If you’ve worked or studied at MTSU for any length of time, you may feel you know
David Senior, former ITD assistant director of telecommunications, even if you haven’t actually
Part of the reason is he has worked behind the scenes nearly 40 years to help the University fulfill its mission by adapting the telecommunications system to the needs of faculty, staff, and students.
But another reason is you may have seen him using his talent and creativity to spread Christmas cheer and just didn’t realize it was Senior.
Senior, who retired June 30, began working at MTSU as a student in 1980 and other than four years he left to work in Miami from 1989 to 1994, he has been here his entire career.
“I started back when I was in college getting my undergrad. I was the only technician in this whole campus,” he said. “Actually, I was one of the pioneers of telecommunication here on campus.
When I came here it was just a small university and today I’m leaving and now it is a city. I love this University, I love this campus—it goes with me.
Senior had started studying at UT-Martin but after a year moved to MTSU, where he
completed a dual degree in marketing management and business administration, and later
a master’s degree in marketing. Working out of the “Blue Warehouse” on the north side
of the campus, he was instrumental in installing the first campuswide telecommunications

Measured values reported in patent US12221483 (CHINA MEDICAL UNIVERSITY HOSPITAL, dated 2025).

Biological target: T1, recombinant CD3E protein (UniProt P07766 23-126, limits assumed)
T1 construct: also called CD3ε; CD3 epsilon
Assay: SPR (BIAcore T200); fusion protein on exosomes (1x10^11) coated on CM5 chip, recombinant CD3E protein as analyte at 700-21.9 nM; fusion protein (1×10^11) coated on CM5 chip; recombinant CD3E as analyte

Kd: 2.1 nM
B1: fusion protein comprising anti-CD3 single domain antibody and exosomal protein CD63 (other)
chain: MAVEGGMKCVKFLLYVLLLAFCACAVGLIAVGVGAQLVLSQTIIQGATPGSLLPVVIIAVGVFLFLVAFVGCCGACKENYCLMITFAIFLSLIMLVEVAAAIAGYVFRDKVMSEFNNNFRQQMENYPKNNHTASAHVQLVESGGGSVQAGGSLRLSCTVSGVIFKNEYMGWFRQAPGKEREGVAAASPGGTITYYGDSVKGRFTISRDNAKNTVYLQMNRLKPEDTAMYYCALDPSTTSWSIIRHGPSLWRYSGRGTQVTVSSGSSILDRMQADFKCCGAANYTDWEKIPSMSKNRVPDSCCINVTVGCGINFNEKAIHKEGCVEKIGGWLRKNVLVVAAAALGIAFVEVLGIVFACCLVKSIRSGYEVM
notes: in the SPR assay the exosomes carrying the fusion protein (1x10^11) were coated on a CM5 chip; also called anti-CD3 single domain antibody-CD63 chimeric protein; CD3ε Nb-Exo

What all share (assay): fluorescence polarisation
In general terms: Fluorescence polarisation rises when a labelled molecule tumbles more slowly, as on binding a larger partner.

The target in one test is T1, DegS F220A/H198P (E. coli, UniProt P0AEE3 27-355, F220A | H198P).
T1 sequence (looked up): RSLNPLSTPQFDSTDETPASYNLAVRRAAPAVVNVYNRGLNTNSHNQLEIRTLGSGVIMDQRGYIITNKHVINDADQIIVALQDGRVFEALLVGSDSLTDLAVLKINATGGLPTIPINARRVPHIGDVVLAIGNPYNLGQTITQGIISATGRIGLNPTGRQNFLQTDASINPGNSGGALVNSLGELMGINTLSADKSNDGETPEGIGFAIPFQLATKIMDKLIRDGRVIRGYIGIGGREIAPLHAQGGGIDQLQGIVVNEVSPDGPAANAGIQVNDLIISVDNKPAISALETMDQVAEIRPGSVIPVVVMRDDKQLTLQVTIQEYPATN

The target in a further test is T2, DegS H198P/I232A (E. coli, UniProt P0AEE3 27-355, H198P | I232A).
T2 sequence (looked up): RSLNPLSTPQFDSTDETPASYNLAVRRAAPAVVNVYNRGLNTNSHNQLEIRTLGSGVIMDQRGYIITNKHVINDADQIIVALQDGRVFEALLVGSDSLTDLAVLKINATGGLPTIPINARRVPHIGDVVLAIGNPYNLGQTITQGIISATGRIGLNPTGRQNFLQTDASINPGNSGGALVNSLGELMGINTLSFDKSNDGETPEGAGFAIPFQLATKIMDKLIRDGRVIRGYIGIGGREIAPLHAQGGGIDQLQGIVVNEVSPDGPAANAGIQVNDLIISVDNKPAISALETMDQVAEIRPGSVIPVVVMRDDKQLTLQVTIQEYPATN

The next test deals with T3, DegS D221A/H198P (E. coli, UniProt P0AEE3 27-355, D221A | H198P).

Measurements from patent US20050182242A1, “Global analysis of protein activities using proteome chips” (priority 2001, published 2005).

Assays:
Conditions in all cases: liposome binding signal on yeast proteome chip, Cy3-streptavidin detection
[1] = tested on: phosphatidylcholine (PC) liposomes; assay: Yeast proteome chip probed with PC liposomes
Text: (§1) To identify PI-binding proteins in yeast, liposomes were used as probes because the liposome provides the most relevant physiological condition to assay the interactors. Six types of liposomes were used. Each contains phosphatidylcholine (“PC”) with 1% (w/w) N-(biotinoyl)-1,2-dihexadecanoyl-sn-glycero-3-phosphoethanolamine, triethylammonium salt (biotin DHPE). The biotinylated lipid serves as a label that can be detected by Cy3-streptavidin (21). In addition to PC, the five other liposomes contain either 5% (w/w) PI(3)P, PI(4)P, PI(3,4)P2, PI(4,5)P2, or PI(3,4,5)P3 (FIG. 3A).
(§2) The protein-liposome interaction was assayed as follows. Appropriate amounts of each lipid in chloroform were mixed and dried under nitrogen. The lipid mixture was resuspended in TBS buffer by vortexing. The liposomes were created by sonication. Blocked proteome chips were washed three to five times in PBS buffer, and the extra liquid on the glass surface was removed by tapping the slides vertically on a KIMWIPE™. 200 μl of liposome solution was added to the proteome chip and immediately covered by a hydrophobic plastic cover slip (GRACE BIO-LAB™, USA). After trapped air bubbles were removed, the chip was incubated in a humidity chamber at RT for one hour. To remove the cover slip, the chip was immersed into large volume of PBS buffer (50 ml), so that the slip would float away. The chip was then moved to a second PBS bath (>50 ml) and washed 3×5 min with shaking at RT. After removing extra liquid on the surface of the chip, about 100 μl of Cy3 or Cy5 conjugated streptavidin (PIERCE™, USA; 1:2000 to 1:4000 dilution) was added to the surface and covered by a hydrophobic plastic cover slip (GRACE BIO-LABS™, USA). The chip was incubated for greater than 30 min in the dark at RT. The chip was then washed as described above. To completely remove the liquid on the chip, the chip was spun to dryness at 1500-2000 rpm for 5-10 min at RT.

system on a NEC switch. Later, he worked on the transition to Avaya network, and more
recently to Skype4Business (S4B) and Microsoft Teams.
“I left and went to Miami for almost five years, then came back to the university. We started looking for another PBX (Private Branch Exchange) system because the NEC switch was not actually adequate for the pounding we were getting every semester,” he said. Steve Prichard had come in as the new director of telecommunication and Senior began working on the transition to a new Avaya PBX system.
It was the start of a busy time for him, as days would begin as early as 2:30 a.m. to commute from Clarksville to Murfreesboro, where he would often start work at 5 a.m. Then about 3:30 p.m. he would go to classes at night for his master’s degree. The technicians were student workers, and he took it upon himself to not only be their supervisor but their mentor.